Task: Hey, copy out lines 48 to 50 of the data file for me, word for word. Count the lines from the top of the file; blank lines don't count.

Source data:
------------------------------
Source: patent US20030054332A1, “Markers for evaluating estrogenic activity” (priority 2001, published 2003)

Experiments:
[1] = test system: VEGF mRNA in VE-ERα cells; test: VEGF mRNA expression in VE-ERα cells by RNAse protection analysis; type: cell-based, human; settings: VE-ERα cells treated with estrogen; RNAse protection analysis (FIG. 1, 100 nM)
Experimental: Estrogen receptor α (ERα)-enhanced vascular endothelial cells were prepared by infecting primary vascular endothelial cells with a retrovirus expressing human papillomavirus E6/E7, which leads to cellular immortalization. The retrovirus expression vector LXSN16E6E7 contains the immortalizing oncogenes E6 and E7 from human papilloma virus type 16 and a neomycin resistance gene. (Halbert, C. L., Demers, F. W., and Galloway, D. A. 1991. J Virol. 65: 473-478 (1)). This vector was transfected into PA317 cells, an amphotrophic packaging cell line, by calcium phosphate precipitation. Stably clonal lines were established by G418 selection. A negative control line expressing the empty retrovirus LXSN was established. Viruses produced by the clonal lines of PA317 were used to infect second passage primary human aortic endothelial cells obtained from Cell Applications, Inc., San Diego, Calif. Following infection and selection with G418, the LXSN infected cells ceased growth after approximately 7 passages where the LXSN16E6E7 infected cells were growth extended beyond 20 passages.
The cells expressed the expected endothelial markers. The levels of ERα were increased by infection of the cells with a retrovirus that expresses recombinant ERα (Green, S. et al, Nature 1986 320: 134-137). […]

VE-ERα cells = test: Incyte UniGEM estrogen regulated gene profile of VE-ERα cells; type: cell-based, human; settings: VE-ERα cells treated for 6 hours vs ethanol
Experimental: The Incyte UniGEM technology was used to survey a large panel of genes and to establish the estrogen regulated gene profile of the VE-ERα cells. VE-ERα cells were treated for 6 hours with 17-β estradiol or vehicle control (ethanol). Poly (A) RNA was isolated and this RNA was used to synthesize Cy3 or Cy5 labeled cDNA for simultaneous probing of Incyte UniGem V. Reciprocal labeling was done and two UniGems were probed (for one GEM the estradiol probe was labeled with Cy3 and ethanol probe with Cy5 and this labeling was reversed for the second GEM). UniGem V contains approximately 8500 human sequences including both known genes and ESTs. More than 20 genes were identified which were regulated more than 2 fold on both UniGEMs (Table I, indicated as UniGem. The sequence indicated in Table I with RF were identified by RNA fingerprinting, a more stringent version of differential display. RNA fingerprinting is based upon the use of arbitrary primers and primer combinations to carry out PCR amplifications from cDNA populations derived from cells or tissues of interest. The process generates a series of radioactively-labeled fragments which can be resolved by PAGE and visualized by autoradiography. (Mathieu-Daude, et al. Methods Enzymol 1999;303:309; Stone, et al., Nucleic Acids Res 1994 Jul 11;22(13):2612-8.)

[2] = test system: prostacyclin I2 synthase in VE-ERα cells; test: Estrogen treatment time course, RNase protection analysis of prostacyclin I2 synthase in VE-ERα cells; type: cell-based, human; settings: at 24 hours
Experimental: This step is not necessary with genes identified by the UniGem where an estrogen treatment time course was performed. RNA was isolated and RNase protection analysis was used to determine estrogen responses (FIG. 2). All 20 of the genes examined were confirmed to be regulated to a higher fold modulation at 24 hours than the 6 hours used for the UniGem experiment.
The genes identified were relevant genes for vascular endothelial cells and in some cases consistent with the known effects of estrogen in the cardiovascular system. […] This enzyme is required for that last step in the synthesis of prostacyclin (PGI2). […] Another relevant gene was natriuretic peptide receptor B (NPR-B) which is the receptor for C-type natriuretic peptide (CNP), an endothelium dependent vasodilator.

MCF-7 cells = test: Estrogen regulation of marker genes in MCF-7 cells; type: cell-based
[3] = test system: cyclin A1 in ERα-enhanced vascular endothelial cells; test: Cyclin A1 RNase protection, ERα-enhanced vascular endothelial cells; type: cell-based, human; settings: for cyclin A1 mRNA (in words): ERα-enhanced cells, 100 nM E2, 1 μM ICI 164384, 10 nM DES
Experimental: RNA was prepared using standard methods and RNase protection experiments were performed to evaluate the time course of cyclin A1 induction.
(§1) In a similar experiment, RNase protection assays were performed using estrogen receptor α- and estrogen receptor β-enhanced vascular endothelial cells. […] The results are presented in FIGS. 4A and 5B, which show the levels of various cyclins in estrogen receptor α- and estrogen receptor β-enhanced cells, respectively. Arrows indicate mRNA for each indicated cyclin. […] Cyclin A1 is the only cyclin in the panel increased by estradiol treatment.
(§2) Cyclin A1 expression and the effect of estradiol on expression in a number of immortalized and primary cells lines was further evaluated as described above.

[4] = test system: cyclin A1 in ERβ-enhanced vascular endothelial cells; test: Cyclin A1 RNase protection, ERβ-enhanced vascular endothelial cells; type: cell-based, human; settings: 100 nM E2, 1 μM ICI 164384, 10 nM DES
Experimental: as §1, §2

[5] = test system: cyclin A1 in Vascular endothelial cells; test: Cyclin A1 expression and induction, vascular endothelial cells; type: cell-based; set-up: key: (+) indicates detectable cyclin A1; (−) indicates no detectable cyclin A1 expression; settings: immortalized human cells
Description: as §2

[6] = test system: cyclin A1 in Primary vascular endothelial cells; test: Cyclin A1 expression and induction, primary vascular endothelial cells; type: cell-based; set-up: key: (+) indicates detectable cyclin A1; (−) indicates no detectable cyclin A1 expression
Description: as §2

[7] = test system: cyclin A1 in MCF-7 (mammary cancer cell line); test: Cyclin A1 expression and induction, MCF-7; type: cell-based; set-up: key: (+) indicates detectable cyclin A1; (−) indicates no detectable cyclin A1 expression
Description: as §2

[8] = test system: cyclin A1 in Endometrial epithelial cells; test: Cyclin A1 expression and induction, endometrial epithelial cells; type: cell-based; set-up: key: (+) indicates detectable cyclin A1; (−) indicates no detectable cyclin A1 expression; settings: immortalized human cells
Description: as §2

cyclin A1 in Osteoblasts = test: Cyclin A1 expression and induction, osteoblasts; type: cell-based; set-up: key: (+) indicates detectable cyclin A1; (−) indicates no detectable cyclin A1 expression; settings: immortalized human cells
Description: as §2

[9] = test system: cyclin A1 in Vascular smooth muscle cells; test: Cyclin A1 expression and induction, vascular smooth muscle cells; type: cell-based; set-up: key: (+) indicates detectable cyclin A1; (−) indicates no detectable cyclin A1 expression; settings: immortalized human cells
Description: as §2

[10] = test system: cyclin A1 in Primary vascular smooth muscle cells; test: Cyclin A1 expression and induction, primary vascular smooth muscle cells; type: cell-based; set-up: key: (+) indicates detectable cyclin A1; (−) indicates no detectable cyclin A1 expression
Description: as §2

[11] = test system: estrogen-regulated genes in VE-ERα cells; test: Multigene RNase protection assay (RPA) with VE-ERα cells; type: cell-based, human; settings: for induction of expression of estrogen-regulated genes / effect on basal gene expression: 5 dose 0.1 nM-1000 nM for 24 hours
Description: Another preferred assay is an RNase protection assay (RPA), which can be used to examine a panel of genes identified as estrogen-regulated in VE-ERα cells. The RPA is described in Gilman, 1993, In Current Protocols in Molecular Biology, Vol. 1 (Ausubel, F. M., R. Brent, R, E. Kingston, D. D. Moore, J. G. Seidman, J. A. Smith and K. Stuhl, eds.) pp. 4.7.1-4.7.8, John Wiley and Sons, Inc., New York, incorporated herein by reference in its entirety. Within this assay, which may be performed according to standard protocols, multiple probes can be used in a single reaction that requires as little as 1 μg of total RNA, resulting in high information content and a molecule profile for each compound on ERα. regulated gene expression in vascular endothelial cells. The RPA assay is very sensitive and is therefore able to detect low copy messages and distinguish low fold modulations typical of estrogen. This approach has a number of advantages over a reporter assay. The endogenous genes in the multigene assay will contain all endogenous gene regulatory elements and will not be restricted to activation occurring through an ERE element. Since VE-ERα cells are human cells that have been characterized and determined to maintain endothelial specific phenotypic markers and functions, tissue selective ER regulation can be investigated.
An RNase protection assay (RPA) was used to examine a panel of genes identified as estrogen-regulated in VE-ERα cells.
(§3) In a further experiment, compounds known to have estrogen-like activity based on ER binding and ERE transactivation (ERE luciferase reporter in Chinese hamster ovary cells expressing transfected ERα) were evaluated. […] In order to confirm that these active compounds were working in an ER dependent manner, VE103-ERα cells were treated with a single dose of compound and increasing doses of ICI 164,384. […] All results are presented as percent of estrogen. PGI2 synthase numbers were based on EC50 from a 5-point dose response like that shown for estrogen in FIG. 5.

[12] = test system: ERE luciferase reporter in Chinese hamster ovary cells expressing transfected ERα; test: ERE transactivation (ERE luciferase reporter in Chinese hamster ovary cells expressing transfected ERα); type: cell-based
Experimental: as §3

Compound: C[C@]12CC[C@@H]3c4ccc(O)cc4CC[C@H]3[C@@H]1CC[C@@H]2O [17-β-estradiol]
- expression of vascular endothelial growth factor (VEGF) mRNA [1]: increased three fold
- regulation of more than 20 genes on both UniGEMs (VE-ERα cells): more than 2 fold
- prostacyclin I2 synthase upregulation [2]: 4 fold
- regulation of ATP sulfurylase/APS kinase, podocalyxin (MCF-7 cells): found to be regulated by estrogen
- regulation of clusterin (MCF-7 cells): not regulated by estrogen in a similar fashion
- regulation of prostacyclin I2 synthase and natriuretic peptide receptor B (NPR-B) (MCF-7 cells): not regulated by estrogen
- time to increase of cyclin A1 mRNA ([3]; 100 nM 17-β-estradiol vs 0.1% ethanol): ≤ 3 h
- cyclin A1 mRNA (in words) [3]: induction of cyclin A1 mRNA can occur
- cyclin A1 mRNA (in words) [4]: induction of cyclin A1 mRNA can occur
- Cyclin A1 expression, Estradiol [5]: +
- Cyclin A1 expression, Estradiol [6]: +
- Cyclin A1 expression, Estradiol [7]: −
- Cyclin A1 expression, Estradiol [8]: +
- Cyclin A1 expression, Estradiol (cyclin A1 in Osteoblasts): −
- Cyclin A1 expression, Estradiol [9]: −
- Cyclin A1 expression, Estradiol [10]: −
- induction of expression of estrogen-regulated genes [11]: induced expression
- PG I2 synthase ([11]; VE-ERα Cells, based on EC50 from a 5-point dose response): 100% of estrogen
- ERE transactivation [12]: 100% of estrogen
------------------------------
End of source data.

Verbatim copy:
- Cyclin A1 expression, Estradiol [5]: +
- Cyclin A1 expression, Estradiol [6]: +
- Cyclin A1 expression, Estradiol [7]: −